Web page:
Americans are a funny sort. They are best defined by what they forget rather than what they remember. I had an interesting breakthrough in class the other night. I was showing the students a segment from Ken Burn's documentary series, Jazz. The interesting part to me was that even in the 1930s all the aspects of black musical authenticity, white mimicry and its attending patterns of shit and shinola were in play. Benny Goodman was a hell of a player. But he was no Duke Ellington and he was only a echo of Louis Armstrong.
The point is not how white folks copy black culture. I love Elvis for Elvis and I don't really care too much about the thievery. But I do think that if you don't train your brain to tell the difference between copy and original, or at least play around with all the different shapes that define a genre, you will have a hard time building a functioning bullshit detector. And that was the point that fairly jumped out at me when my dull obedient students refused to engage with what they had just seen presented by Mr. Burns. They don't have functioning bullshit detectors, or they have just turned them off because its plainly easier to get through the waves of crap being dealt to us culturally, socially and politically if you just say "whatever."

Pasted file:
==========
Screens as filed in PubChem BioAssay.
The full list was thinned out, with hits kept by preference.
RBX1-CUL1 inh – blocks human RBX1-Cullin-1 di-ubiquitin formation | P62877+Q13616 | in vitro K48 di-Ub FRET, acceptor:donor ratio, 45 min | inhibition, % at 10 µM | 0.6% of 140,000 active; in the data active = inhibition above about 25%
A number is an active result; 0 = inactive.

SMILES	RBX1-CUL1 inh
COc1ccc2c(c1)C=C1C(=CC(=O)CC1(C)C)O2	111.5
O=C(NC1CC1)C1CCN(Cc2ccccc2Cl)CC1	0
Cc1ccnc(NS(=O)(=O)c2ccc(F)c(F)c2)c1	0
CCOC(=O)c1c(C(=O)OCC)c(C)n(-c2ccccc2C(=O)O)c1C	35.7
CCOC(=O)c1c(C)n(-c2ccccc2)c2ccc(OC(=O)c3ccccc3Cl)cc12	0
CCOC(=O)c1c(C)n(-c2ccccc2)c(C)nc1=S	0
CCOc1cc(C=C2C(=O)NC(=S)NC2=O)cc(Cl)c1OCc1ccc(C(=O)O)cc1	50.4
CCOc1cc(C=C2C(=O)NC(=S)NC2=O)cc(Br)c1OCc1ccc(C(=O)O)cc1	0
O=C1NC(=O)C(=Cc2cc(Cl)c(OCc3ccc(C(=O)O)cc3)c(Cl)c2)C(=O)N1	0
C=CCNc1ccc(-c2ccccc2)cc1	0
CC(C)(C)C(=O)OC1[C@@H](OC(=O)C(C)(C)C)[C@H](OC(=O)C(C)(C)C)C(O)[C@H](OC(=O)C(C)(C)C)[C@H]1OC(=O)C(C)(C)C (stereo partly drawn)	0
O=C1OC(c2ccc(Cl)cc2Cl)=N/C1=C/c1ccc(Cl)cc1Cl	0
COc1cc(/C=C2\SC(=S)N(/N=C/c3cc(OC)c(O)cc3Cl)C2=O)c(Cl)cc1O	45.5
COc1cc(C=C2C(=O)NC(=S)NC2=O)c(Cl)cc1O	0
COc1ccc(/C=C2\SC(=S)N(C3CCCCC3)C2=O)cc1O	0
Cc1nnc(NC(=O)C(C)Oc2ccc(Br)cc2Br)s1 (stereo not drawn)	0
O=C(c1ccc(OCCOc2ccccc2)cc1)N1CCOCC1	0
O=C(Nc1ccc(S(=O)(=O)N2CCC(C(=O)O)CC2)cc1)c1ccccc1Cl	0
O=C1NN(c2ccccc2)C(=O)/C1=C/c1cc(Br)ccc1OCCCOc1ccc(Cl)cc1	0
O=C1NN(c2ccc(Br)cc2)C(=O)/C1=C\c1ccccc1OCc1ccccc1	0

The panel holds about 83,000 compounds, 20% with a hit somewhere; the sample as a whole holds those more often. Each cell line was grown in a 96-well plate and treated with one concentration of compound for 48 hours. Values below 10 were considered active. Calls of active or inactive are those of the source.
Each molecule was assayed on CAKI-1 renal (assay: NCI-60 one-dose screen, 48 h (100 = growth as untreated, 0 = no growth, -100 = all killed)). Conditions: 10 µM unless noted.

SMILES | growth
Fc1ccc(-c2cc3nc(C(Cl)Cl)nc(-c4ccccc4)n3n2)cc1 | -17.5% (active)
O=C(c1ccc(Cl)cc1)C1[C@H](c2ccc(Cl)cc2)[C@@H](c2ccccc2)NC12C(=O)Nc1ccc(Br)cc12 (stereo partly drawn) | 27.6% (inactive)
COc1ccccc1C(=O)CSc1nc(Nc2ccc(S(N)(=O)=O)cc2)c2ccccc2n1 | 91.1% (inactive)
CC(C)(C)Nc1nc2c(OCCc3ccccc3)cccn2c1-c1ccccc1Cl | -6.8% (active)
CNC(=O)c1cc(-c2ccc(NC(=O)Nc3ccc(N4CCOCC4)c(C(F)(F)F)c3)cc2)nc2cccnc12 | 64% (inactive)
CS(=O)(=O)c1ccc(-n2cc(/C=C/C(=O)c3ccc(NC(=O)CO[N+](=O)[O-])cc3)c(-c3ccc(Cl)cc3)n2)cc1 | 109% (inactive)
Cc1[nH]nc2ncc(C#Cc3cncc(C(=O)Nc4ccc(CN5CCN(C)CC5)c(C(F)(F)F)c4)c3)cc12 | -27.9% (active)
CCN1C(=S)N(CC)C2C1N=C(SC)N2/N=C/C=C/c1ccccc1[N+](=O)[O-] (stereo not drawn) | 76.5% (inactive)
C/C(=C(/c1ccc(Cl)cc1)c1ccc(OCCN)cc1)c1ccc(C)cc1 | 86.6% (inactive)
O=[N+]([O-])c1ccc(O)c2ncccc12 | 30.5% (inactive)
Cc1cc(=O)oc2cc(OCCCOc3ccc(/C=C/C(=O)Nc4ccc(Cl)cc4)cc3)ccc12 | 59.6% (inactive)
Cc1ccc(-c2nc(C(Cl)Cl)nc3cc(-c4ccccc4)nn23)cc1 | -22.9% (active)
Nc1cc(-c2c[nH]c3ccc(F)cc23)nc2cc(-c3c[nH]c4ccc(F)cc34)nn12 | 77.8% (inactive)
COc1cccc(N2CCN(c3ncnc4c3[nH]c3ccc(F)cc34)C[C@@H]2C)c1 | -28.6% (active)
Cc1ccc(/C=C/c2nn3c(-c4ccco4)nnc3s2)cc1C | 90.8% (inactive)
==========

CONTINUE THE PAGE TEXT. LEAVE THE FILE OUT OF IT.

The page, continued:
To some extent the last election was bracing in that it appeared for a moment that a fair number of Americans turned their BD's back on and said enough is enough. We need to start talking with our enemies. As Lee Hamilton pointed out the other day, we talked to the Soviets, why can't we talk to the Iranians? The answer is that we got so arrogant and so self-righteous that we thought we don't need to talk to them, they need to come to us. Well, an few thousand IED's later and we are beginning to realize that we'd be better off talking. No bullshit.